Isn’t it odd that one big-brained animal can alter the course of another’s life, change what the other sees when it looks at its reflection in a mirror, or in the mind’s mirror? And do that by using the confection of words. What sort of beings are we who set off on symbolic pilgrimages, pause at mental towns, encounter others who–sometimes without knowing it–can divert or redirect us for years? What unlikely and magical creatures. Who could know them in a lifetime? When I start thinking like this, in words, wonder shoots its rivets into my bones. I feel lit by a sense of grace, and all my thoughts turn to praise.
Hunt only at night. Fly erratically.
Defy even your own expectations.
Feed on beetles, moths, and mosquitoes,
whatever is small and annoying.
Cultivate the myths about you
until every predator fears your legend.
When hunting, be guided by a language
only you can hear. The same is true
when courting the one you love.
Clean fangs and fur nightly. Crawl
or climb to confuse the observant.
Retreat to a cave no one believes in.
Let the day and the world pass
while you sleep, and sleep upside down,
ready to wake and fall into flight.
around the streetlights in Paris
and what I see is an aberration
caused by old age, an affliction.
I tell you it has taken me all my life
to arrive at the vision of gas lamps as angels,
to soften and blur and finally banish
the edges you regret I don't see,
to learn that the line I called the horizon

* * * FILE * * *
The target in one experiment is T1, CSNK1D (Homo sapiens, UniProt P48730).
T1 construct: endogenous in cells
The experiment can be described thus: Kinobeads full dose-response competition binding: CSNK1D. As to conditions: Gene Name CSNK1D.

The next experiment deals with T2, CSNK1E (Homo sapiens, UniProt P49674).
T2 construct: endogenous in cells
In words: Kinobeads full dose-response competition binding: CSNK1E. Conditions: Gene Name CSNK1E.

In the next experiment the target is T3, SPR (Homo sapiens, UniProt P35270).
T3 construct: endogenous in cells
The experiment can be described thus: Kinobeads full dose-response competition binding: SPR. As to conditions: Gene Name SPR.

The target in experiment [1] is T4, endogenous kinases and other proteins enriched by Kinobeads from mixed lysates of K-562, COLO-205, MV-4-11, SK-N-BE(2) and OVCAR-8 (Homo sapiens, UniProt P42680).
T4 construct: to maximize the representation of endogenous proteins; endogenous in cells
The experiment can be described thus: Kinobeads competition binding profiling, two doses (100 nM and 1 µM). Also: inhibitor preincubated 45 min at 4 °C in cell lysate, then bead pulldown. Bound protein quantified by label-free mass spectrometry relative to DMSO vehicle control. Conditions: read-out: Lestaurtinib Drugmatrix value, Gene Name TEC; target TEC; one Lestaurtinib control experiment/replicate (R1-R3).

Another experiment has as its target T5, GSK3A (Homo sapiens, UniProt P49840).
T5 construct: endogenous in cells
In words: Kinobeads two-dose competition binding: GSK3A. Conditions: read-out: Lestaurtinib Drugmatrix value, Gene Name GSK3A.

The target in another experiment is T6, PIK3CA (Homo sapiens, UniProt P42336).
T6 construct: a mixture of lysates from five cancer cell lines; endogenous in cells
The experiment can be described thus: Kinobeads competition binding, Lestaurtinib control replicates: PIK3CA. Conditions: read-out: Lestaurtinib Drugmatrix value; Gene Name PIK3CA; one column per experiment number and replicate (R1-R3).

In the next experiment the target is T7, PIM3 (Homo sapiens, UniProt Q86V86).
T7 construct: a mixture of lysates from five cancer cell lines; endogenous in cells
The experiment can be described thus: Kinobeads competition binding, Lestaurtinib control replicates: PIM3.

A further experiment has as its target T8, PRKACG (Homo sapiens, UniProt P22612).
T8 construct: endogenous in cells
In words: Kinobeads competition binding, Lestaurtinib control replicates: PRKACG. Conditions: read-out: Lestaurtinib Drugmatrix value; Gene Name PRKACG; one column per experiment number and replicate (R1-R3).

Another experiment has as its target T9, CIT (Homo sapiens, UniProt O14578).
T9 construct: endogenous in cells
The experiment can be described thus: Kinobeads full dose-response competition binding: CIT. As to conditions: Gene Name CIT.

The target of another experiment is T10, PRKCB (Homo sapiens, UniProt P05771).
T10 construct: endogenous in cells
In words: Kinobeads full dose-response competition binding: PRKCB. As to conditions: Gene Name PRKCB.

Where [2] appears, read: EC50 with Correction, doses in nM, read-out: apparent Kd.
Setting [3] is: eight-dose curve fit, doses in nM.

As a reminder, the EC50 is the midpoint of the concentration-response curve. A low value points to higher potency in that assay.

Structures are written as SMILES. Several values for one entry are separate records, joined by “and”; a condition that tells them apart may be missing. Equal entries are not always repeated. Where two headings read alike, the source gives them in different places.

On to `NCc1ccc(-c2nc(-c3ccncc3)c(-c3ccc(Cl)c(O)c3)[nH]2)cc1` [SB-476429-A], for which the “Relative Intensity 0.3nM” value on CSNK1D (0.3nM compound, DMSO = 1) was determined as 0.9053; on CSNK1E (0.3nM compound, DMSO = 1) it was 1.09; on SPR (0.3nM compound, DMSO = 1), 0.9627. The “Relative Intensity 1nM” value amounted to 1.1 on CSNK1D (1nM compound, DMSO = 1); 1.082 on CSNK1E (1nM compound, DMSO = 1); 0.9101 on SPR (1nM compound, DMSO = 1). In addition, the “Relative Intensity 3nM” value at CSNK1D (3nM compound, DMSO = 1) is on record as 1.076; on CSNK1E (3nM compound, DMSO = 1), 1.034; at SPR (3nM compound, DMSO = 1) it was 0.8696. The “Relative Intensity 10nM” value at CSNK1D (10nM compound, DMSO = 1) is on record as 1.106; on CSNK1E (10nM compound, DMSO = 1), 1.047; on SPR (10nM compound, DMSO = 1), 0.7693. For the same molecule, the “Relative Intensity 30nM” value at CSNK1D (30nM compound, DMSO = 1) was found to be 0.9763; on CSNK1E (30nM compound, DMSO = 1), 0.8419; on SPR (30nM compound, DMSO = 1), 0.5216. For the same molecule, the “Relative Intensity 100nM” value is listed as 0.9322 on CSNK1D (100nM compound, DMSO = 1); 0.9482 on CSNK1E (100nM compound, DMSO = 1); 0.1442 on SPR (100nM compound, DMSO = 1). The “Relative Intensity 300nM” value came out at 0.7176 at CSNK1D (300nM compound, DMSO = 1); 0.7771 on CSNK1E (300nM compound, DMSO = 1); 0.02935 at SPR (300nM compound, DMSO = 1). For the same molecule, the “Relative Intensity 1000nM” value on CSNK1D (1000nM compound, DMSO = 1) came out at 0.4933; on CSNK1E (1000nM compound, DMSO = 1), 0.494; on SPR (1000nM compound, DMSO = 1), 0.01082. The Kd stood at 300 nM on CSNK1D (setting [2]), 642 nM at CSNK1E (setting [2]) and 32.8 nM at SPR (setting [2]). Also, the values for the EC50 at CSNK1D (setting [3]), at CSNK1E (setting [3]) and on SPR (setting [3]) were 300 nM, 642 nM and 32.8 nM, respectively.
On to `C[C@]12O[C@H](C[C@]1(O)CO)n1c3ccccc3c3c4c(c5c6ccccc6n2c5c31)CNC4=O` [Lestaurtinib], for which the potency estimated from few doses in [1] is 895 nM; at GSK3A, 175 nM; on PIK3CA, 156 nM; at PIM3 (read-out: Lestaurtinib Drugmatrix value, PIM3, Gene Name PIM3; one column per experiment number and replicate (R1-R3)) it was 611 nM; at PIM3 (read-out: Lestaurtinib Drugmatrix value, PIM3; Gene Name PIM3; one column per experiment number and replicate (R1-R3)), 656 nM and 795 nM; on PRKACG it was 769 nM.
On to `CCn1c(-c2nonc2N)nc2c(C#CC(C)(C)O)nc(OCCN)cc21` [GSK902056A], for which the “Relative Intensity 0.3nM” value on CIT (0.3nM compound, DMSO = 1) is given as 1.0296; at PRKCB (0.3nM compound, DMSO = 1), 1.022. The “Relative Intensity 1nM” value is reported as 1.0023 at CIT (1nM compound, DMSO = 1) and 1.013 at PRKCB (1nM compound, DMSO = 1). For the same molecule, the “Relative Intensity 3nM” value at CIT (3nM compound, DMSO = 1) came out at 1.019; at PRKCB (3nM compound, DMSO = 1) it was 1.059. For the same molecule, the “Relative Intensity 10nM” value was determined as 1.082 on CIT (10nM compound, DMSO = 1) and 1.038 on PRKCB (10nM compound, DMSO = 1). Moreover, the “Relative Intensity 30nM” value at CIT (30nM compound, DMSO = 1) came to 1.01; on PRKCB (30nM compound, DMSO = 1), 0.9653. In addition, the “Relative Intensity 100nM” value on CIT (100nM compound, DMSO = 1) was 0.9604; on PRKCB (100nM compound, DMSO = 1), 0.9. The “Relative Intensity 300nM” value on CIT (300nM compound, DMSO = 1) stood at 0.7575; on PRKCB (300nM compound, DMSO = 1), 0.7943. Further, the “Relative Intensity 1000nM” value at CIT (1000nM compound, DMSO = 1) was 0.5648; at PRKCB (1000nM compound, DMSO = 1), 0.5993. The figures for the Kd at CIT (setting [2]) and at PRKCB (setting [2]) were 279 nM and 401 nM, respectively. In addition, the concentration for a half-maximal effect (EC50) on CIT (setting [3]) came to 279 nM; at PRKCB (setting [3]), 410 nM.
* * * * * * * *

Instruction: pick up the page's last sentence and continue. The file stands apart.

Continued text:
does not exist and sky and water,
so long apart, are the same state of being.
Fifty-four years before I could see
Rouen cathedral is built
of parallel shafts of sun,
and now you want to restore
my youthful errors: fixed
notions of top and bottom,
the illusion of three-dimensional space,
from the bridge it covers.
What can I say to convince you
the Houses of Parliament dissolves
night after night to become
the fluid dream of the Thames?
I will not return to a universe
of objects that don't know each other,
as if islands were not the lost children
of one great continent. The world
is flux, and light becomes what it touches,
becomes water, lilies on water,
above and below water,
becomes lilac and mauve and yellow
and white and cerulean lamps,
small fists passing sunlight
so quickly to one another
that it would take long, streaming hair
inside my brush to catch it.
To paint the speed of light!
Our weighted shapes, these verticals,
burn to mix with air
and change our bones, skin, clothes
to gases. Doctor,
if only you could see
how heaven pulls earth into its arms
and how infinitely the heart expands
to claim this world, blue vapor without end.-liesle mueller
by Sharon Olson
In the place in the brain that handles names––
Hannibal, Hannaleah, Atlee Hammacher––
the names are beginning to disappear, slowly.
Kissinger is still there, with Joyce Brothers and Idi Amin,
but my friends’ relatives’ names pop in and out
along with my sister-in-law’s maiden name,
my sixth-grade teacher,
my first boss.
Some of my former lovers’ last names are gone,
last time I checked all the first names were still there,
but no dates.
Fellows I went on dates with are also gone.
The room in the brain that keeps the names is airy,
breezy, the wind wanders through
ruffling the papers stacked on ancient card tables.
Use rocks, they say,
so I am looking for rocks to weight them down.
So nice to find you here, I know you––
perhaps I was once in love with you.
I have an idea:
we will be like Brando and Schneider,
we will do it without touching, without names.